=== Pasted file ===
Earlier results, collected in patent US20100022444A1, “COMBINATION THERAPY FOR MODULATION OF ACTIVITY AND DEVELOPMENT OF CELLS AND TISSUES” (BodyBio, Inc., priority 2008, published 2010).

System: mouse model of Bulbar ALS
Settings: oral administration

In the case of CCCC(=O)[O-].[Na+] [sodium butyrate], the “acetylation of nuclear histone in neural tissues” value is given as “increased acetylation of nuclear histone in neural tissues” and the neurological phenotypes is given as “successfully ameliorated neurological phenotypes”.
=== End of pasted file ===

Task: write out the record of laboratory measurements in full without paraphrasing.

Earlier results, collected in patent US20100022444A1, “COMBINATION THERAPY FOR MODULATION OF ACTIVITY AND DEVELOPMENT OF CELLS AND TISSUES” (BodyBio, Inc., priority 2008, published 2010).

System: mouse model of Bulbar ALS
Settings: oral administration

In the case of CCCC(=O)[O-].[Na+] [sodium butyrate], the “acetylation of nuclear histone in neural tissues” value is given as “increased acetylation of nuclear histone in neural tissues” and the neurological phenotypes is given as “successfully ameliorated neurological phenotypes”.